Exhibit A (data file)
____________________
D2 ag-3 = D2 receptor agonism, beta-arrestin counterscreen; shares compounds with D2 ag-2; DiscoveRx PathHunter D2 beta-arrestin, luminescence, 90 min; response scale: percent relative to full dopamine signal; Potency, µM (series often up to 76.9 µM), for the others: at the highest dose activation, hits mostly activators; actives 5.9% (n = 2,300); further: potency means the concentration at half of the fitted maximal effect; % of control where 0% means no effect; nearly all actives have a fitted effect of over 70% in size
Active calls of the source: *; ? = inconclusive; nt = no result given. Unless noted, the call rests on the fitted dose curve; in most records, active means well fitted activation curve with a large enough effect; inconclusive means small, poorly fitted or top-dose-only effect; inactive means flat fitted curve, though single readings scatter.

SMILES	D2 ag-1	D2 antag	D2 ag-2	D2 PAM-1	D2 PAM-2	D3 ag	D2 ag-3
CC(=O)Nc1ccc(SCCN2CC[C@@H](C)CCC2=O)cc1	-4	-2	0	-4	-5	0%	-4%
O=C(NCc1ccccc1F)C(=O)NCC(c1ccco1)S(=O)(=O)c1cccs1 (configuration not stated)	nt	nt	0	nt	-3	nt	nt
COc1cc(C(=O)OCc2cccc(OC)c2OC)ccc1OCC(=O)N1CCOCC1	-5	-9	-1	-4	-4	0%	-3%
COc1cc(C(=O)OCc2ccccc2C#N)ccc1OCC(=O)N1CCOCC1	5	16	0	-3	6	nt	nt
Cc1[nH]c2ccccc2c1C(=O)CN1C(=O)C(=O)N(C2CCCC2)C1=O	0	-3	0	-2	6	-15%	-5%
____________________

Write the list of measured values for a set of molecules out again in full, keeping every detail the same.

D2 ag-3 = D2 receptor agonism, beta-arrestin counterscreen; shares compounds with D2 ag-2; DiscoveRx PathHunter D2 beta-arrestin, luminescence, 90 min; response scale: percent relative to full dopamine signal; Potency, µM (series often up to 76.9 µM), for the others: at the highest dose activation, hits mostly activators; actives 5.9% (n = 2,300); further: potency means the concentration at half of the fitted maximal effect; % of control where 0% means no effect; nearly all actives have a fitted effect of over 70% in size
Active calls of the source: *; ? = inconclusive; nt = no result given. Unless noted, the call rests on the fitted dose curve; in most records, active means well fitted activation curve with a large enough effect; inconclusive means small, poorly fitted or top-dose-only effect; inactive means flat fitted curve, though single readings scatter.

SMILES	D2 ag-1	D2 antag	D2 ag-2	D2 PAM-1	D2 PAM-2	D3 ag	D2 ag-3
CC(=O)Nc1ccc(SCCN2CC[C@@H](C)CCC2=O)cc1	-4	-2	0	-4	-5	0%	-4%
O=C(NCc1ccccc1F)C(=O)NCC(c1ccco1)S(=O)(=O)c1cccs1 (configuration not stated)	nt	nt	0	nt	-3	nt	nt
COc1cc(C(=O)OCc2cccc(OC)c2OC)ccc1OCC(=O)N1CCOCC1	-5	-9	-1	-4	-4	0%	-3%
COc1cc(C(=O)OCc2ccccc2C#N)ccc1OCC(=O)N1CCOCC1	5	16	0	-3	6	nt	nt
Cc1[nH]c2ccccc2c1C(=O)CN1C(=O)C(=O)N(C2CCCC2)C1=O	0	-3	0	-2	6	-15%	-5%